In an editorial with the subtitle "One Small Step Forward," Al B. Benson III, M.D., of Northwestern University in Chicago said that the trial is of considerable importance because of the significant numbers of patients, the appropriateness of the chosen agent, and the validity of the stratification factors. Although the authors clearly described some of the hazards of their subgroup analyses, their multicenter patient population should be viewed as a "real life" population.

The lack of an overall survival advantage was most likely a result of insufficient numbers of patients, Dr. Benson said. However, the observation of survival differences as a trend favoring patients who received Gemzar at years three and five appears important and is most likely related to the chemotherapy effect.

Although it is argued that overall survival should be the optimal endpoint, Dr. Benson said, improved disease-free survival can offer patients with a notoriously lethal disease an opportunity to enjoy longer periods of time relatively free of symptoms. It is also possible, he said, that with additional time, overall survival may become significant.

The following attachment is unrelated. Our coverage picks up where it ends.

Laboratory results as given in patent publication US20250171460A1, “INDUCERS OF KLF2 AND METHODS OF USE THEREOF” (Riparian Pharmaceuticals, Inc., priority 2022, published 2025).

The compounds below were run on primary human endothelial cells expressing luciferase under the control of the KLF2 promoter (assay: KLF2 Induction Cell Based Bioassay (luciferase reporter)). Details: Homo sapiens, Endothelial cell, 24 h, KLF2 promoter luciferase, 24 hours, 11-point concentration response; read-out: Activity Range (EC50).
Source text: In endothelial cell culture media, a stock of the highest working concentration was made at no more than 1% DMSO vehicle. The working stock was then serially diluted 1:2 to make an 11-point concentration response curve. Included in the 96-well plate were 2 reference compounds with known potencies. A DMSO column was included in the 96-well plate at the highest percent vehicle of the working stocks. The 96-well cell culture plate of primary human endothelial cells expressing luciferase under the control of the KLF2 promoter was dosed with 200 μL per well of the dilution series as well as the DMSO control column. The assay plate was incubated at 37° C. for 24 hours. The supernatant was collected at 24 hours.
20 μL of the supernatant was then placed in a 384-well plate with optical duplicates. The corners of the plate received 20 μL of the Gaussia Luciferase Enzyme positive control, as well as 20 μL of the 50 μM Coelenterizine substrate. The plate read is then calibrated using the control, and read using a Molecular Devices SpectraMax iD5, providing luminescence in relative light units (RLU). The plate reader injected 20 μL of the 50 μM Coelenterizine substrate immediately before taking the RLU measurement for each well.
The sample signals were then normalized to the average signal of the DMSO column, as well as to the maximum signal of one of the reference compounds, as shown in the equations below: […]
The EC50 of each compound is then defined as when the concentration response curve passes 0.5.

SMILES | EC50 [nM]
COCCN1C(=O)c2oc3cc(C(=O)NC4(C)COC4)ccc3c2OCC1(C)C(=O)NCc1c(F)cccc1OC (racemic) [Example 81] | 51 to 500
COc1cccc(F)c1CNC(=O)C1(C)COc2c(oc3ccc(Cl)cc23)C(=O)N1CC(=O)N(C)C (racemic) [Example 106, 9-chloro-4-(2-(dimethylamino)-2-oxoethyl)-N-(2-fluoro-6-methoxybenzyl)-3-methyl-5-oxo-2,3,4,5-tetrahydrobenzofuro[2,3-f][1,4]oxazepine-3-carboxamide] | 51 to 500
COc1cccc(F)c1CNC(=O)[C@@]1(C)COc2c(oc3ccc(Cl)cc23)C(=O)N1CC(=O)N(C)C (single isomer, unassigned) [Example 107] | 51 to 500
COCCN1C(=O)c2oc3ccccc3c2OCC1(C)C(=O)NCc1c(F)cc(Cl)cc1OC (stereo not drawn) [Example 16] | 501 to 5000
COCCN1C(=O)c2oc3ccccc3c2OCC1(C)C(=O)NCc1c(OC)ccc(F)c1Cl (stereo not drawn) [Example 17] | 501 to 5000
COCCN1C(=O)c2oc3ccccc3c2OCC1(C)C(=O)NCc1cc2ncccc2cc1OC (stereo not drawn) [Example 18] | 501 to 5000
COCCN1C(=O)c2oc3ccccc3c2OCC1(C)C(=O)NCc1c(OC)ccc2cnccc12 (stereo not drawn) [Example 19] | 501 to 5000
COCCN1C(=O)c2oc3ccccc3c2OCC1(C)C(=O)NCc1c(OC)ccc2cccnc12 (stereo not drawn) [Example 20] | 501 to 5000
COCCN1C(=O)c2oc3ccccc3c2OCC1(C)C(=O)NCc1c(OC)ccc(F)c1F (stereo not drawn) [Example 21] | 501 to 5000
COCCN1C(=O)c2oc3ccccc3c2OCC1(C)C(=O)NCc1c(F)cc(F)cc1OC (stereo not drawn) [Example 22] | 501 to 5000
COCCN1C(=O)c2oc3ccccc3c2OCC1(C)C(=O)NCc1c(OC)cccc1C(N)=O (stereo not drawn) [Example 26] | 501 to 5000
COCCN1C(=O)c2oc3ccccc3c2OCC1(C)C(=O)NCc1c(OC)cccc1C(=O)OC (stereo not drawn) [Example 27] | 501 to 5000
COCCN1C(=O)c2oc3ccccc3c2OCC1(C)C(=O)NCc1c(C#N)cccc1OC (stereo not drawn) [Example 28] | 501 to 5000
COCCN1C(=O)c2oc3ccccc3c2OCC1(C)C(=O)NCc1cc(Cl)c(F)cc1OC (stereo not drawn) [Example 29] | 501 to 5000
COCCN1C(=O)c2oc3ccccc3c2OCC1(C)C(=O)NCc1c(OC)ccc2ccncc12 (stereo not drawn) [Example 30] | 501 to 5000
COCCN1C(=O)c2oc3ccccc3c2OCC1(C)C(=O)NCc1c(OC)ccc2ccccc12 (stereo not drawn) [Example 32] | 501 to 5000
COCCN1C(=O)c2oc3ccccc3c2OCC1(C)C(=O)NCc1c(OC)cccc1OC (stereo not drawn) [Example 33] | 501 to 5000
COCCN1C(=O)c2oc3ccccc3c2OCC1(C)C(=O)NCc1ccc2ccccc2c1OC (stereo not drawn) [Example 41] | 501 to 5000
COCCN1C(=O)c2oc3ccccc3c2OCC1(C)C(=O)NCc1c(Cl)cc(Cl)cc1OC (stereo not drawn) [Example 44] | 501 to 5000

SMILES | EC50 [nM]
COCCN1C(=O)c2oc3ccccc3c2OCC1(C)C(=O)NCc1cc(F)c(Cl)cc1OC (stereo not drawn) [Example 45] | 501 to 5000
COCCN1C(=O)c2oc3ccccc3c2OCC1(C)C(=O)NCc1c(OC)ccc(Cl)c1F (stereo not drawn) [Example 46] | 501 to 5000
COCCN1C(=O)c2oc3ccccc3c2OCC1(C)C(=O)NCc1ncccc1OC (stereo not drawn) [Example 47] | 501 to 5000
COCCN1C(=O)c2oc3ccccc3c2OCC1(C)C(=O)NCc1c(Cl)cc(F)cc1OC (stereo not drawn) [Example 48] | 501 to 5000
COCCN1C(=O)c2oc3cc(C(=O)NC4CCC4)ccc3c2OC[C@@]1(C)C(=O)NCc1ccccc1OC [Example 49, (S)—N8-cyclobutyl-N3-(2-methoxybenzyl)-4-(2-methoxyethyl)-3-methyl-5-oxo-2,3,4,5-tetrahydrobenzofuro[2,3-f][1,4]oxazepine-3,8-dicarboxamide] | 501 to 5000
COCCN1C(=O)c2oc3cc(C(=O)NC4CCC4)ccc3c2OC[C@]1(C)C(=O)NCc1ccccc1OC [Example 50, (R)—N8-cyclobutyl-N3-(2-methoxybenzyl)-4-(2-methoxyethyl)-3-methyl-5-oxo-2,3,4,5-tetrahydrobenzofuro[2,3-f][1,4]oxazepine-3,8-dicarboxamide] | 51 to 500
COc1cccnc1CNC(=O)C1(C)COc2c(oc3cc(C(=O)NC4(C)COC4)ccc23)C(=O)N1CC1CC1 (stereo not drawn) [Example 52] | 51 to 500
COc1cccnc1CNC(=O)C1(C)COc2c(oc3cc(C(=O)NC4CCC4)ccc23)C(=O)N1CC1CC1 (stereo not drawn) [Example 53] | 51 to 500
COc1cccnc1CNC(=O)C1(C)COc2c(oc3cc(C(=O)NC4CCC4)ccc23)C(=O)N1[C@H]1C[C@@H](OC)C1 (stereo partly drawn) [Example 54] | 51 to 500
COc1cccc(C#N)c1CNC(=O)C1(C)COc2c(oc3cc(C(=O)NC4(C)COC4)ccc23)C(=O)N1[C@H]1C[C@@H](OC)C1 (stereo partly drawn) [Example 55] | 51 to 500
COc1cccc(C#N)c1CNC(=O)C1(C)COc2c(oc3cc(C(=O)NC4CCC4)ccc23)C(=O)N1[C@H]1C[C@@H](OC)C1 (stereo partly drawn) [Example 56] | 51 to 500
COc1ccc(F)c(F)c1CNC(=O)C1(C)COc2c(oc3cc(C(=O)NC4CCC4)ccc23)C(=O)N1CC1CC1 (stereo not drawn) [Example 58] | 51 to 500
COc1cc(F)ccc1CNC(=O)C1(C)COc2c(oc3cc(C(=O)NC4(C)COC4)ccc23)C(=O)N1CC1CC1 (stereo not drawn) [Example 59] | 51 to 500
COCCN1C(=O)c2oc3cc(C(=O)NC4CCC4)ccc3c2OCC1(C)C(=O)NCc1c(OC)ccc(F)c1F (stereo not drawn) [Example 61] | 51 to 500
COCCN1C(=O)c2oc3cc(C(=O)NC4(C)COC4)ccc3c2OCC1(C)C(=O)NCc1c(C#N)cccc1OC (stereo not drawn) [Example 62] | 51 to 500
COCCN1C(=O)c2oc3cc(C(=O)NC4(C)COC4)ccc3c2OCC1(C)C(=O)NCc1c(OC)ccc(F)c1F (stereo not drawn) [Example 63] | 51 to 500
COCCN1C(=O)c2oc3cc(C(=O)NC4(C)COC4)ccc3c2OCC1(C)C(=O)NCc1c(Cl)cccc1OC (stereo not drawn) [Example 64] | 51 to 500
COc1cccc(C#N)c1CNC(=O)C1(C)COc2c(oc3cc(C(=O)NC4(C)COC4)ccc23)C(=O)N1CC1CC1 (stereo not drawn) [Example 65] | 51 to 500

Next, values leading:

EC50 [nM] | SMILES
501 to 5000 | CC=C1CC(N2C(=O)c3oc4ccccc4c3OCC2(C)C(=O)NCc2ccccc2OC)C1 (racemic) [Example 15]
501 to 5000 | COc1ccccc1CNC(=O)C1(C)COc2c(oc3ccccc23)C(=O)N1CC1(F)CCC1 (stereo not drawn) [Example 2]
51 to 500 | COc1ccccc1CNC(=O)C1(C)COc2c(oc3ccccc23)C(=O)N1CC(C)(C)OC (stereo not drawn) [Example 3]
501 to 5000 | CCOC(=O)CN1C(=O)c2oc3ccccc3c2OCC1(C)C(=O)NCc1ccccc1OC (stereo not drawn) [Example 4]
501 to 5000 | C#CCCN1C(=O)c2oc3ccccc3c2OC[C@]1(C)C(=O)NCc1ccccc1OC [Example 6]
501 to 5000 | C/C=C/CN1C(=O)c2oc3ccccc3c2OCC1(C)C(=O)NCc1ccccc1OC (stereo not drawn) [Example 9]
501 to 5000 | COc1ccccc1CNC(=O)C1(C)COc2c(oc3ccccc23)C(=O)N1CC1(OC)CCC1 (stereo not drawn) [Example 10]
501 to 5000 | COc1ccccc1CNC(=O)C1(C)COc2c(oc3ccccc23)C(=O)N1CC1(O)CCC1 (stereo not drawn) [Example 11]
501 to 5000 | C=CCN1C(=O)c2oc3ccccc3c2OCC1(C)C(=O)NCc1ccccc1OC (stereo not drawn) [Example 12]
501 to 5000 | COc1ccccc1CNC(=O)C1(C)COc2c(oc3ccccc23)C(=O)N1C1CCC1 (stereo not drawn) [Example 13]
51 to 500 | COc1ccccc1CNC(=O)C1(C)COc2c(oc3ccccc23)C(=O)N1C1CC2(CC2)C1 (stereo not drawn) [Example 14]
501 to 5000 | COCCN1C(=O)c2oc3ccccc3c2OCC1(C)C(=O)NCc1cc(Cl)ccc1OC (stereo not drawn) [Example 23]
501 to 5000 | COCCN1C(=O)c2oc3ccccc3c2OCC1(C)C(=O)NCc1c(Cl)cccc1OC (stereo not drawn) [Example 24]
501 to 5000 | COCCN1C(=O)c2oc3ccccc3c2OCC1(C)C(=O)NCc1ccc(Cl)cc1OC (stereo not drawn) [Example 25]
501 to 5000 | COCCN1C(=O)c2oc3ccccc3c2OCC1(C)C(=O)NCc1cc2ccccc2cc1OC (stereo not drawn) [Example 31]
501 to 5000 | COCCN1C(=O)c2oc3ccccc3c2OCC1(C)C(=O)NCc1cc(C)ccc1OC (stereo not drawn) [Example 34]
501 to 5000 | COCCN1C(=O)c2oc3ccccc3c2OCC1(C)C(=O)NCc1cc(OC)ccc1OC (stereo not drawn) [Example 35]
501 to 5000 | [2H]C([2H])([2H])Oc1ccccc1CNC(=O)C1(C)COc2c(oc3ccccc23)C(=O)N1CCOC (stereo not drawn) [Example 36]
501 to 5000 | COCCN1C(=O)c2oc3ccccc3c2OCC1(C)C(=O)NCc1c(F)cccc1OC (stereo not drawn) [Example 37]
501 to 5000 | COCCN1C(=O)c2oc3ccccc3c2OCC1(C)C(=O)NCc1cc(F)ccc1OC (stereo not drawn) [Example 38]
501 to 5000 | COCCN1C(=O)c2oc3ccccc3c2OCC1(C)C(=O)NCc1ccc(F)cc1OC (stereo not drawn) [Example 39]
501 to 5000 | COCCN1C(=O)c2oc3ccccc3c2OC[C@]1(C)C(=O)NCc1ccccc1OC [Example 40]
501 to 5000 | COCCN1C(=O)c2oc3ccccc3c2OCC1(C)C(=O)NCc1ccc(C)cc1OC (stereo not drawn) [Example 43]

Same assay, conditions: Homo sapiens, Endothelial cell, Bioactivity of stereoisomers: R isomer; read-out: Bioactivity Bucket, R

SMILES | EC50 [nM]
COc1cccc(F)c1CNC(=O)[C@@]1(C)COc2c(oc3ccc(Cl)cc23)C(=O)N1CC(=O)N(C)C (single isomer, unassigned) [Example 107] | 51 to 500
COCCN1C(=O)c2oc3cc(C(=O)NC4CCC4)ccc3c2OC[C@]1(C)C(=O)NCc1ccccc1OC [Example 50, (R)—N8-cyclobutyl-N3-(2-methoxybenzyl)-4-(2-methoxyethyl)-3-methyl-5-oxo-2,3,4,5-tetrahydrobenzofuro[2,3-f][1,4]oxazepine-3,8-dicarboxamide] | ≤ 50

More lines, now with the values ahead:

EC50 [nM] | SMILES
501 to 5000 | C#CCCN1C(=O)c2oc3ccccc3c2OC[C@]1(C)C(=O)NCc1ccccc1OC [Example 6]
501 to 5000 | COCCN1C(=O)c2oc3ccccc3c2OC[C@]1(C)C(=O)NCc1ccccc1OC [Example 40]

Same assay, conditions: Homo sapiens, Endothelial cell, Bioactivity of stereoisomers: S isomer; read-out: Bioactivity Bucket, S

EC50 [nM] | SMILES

Addressing the design of future studies for advanced disease and for those with resected tumors, Dr. Benson said that the paucity of biological data to link a tumor's biological profile with intervention efficacy, for example, is a major obstacle.

As new agents emerge, particularly the biologics, integration of research disciplines (molecular biology, experimental imaging, and clinical trials) is imperative.

"Worldwide, there is a need to move away from the question of current chemotherapy agents versus chemoradiation to a research focus based on enhancing understanding of biologic principles." he wrote. "Given the rapid lethality of pancreatic cancer, this is no easy task. Whether it is possible to build on the small steps taken with this study results remains to be seen."

The CONKO-001 trial was supported in part by a grant from Lilly Deutschland, maker of Gemzar. Dr. Oettle reported receiving compensation for clinical lectures from Lilly and Sanofi-Aventis two-and-a half to five years ago. During, the past five years, Dr Oettle received grant support for clinical research projects from the German branches of Amgen, Antisense Therapeutics, Caremark/ Fresenius Kabi GmbH, GlaxoSmithKline, LogoMed, Medac, Merck KG (Darmstadt, Germany), and Novartis.

Co-author Hanno Ries, M.D., Ph.D., has received compensation for clinical lectures and funding by Amgen, AstraZeneca, Bayer, Falk, GlaxoSmithKline, Instrumentation Laboratory, Lilly, Merck KG, Mitsubishi, Pharma, Novartis, Octapharm, Organon, Pfizer, Ribosepharm, Roche, Sanofi-Aventis, Shire, and ZLB Behring.